After a week of driving, I can report that it’s one of the most thrilling options in the mid-size segment. Like other turbocharged Subarus, we generally just get a kick from flicking our ankle and watching the revs climb up to the red line. While this new Legacy is bigger and heavier than the outgoing model, we didn’t feel a great sense of weight when driving the car. But we did feel the overall increase in size; where the old Legacy felt like it could dart through hole in freeway openings like any small car, the new Legacy feels like you’re wearing a set of shoulder pads (the poofy, 80s kind). That’s something that’s necessary for the car, however. Subaru lost some customers in the past when the other Legacy competitors in the segment started offering more interior space, edging ever so closely to full-size car status.
I only have two requests for Subaru: improve the shift linkage and continue to refine the interior experience.
First up: the shifter. Our model featured a six-speed manual (the only transmission offered when you opt for the 2.5 GT), which is definitely my preferred method of shifting.
But, I was disappointed to find some of the same problems I’ve experienced in Subaru transmissions of the past: a rubbery shift feel and the occasional inability to select a gear. Watch anyone who drives a manual Subaru and they’ll likely have a few tricks for how to get the car into first gear, one of the places I found hardest to find. It’s not that the gear gets “lost,” it’s that you really can’t move the gear lever into position. This wasn’t really temperature-dependent, either. Both from starting up in the cold Detroit morning and after a long day of driving in 40-degree weather, I experienced the same issues.
The other main gripe is with the interior and some of the ancillary controls that the driver uses every day. A good example is the keyless remote: it seems to work on its own pace. A decade after keyless entry systems were introduced, we only need them to do one thing: lock and unlock the door when we press the button. The Legacy’s system (and, for that matter, all other Subarus we’ve driven in the past year) seems delayed and its range is pretty short. Beyond that, if you’re going for a two-click procedure to open both driver and passenger doors, you’re likely to get hung up.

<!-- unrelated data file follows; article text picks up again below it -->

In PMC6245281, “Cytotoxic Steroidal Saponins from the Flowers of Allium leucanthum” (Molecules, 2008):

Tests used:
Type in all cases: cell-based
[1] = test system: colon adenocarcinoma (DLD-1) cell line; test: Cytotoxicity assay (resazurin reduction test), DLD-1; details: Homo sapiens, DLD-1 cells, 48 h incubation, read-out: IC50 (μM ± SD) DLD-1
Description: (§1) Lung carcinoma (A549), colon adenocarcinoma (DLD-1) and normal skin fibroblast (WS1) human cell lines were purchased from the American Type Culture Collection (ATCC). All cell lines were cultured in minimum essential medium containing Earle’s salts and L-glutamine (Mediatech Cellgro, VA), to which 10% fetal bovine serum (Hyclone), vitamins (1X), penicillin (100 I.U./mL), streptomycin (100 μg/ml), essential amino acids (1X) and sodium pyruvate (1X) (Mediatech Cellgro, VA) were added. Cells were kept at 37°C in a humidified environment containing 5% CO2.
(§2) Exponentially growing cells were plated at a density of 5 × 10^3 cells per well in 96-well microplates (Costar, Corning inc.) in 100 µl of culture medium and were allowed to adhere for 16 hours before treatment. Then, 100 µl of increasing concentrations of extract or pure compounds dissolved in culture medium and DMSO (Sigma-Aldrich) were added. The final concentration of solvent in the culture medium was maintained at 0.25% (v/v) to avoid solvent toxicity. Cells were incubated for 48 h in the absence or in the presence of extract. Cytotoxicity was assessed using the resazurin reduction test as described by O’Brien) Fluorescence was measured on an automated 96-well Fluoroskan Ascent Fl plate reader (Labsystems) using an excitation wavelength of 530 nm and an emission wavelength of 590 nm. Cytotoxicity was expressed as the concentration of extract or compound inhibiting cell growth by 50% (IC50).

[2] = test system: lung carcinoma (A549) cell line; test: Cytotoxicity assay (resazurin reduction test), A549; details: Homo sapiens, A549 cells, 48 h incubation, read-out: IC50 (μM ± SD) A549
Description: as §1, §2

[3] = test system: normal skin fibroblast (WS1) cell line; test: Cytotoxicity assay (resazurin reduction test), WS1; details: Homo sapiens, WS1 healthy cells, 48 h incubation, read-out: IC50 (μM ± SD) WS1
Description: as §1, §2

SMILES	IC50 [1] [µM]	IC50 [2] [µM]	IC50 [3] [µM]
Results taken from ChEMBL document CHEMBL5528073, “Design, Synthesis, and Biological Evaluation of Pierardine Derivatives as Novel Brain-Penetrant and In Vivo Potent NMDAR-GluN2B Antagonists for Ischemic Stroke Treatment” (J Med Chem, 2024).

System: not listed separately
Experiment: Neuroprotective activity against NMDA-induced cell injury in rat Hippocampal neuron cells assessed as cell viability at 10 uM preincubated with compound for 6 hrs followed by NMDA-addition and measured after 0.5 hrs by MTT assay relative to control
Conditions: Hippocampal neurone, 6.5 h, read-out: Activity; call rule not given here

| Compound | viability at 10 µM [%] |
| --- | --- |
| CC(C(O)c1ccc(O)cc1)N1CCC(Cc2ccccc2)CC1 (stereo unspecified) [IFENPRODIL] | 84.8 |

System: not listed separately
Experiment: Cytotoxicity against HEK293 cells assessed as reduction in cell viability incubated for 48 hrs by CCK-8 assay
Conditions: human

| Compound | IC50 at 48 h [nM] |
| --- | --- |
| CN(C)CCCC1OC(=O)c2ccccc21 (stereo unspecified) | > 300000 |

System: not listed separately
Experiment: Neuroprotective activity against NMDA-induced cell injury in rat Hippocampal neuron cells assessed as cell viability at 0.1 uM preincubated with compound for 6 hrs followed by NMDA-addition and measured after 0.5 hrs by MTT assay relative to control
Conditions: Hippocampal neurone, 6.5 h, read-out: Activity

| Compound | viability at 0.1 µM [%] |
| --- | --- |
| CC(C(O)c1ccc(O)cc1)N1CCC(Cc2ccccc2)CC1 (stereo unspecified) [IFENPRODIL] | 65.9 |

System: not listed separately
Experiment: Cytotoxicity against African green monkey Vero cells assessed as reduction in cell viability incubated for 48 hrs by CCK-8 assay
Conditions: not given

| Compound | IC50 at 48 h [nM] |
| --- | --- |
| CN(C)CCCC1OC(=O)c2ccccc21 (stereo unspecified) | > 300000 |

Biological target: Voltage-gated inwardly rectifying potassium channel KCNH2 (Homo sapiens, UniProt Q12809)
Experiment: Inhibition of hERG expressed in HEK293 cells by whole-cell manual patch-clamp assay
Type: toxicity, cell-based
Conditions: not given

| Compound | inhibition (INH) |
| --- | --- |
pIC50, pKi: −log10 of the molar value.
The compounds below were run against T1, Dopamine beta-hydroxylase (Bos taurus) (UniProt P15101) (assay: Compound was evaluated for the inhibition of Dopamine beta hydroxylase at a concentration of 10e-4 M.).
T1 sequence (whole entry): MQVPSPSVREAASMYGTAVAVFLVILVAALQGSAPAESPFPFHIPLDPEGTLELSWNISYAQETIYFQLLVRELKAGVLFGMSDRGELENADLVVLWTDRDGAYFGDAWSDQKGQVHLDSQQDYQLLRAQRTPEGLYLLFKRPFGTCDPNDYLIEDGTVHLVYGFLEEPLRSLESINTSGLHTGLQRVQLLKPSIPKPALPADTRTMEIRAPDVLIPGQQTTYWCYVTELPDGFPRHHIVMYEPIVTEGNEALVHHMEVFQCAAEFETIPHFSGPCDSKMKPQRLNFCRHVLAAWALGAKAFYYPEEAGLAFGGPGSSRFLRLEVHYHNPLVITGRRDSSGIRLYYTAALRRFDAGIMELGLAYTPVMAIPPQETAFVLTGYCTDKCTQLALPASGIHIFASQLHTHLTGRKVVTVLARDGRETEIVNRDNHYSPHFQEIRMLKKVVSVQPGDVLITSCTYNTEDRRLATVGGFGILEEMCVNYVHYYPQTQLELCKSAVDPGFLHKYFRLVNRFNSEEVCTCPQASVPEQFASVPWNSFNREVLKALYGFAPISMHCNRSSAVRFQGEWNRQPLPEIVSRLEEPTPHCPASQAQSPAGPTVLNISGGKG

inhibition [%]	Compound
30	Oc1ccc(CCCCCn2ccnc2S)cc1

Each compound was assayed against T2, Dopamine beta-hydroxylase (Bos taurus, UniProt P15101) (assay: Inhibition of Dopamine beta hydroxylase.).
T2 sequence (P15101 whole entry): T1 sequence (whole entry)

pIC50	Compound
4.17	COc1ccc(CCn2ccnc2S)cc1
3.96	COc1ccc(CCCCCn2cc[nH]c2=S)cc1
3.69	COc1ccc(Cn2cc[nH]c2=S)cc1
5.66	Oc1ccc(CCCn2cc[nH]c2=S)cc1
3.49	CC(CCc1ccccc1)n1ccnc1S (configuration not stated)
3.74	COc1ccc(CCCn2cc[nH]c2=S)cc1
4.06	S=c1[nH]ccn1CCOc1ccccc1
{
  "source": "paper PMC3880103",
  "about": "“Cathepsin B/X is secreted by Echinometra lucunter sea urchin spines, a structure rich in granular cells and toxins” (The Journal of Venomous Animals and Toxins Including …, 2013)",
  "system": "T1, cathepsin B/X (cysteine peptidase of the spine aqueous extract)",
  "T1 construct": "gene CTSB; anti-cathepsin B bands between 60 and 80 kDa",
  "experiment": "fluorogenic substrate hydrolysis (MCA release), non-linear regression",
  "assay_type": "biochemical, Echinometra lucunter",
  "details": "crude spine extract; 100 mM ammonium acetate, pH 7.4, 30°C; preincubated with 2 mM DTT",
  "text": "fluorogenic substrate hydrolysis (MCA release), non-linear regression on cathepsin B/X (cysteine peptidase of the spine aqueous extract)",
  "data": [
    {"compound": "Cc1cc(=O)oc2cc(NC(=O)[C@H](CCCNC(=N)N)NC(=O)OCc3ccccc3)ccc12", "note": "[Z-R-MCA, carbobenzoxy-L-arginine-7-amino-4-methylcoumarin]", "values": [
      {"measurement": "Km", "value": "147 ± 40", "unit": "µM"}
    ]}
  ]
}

Are these big problems? Yes and no. The shift linkage mentioned above is something that might bring me to look to other vehicles, but Subaru’s in a unique spot: no other manufacturer at their price point offers such compelling driving experiences. Therefore, the buyer who gets intoxicated by the beauty of the 265-hp, turbocharged engine can overlook even something like this. The keyless entry system is more of a nagging problem that all Subaru owners tend to live with.
“I hate it, but if that’s the worst thing about it, I don’t mind,” said a friend of ours from Royal Oak, Michigan who owns a 2008 Forester.
So, in the end, Subaru’s given us another opportunity to give them conditional love. The Legacy isn’t perfect, but the qualities that we do harbor such strong feelings for make it stand out amongst the crowd.
They’re offering a driving experience and exterior design that can’t be found anywhere near this price point. Maybe that’s the point they were trying to make all along.